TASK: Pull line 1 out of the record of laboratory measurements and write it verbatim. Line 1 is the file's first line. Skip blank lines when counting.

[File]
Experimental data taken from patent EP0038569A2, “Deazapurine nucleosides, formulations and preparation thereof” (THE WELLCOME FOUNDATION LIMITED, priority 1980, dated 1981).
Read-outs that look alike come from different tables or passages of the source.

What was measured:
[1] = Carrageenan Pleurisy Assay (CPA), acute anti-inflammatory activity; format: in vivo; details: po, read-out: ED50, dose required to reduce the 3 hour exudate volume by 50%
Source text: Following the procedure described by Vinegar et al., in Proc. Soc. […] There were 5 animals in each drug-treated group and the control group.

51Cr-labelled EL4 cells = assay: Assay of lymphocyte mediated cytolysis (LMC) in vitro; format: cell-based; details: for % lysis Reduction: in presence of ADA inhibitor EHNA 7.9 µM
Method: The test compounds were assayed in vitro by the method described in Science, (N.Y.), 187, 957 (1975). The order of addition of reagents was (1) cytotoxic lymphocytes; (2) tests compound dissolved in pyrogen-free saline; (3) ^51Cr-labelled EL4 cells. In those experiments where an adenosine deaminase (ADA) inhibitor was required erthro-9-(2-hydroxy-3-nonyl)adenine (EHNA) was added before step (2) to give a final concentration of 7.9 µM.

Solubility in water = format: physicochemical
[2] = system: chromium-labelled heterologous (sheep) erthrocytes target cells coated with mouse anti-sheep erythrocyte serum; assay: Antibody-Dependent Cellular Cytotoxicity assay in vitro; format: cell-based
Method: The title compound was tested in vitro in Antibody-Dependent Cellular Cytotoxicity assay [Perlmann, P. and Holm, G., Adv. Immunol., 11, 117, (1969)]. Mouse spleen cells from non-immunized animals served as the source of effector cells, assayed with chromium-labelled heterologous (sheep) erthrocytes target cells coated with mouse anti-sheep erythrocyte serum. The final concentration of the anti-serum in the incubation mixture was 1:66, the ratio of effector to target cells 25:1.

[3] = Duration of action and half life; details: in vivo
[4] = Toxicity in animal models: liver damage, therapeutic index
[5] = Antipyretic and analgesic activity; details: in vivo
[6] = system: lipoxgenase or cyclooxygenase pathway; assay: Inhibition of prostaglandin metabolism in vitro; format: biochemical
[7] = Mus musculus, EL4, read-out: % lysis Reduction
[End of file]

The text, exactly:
Experimental data taken from patent EP0038569A2, “Deazapurine nucleosides, formulations and preparation thereof” (THE WELLCOME FOUNDATION LIMITED, priority 1980, dated 1981).